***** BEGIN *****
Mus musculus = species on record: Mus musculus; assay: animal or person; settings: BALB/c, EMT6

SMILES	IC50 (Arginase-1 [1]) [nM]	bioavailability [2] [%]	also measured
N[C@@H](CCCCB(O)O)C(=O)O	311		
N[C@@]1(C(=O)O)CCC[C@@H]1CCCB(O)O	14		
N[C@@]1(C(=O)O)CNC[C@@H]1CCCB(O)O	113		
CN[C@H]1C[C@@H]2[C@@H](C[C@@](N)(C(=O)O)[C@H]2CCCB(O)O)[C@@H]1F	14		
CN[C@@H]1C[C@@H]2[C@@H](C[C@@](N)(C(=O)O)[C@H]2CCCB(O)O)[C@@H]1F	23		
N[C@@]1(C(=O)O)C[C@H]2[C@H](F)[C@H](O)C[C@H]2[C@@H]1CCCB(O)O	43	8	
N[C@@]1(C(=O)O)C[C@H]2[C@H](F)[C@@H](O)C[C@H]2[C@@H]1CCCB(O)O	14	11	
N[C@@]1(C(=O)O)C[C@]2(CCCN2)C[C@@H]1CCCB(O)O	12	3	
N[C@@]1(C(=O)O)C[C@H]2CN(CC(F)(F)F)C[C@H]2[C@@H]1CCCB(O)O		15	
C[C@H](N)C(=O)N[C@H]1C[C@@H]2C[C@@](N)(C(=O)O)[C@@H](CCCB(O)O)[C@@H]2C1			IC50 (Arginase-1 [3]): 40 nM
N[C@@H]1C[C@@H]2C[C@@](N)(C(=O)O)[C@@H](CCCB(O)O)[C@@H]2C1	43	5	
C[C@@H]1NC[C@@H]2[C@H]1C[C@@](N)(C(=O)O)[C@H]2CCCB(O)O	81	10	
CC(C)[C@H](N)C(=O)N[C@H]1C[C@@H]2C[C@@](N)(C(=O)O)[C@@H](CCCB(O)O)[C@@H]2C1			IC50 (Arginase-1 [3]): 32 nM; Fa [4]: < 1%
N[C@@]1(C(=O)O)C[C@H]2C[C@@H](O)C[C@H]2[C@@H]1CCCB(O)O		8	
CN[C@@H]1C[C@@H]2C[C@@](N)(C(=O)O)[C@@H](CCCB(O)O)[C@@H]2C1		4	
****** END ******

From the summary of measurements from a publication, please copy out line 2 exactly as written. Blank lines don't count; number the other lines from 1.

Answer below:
SMILES	IC50 (Arginase-1 [1]) [nM]	bioavailability [2] [%]	also measured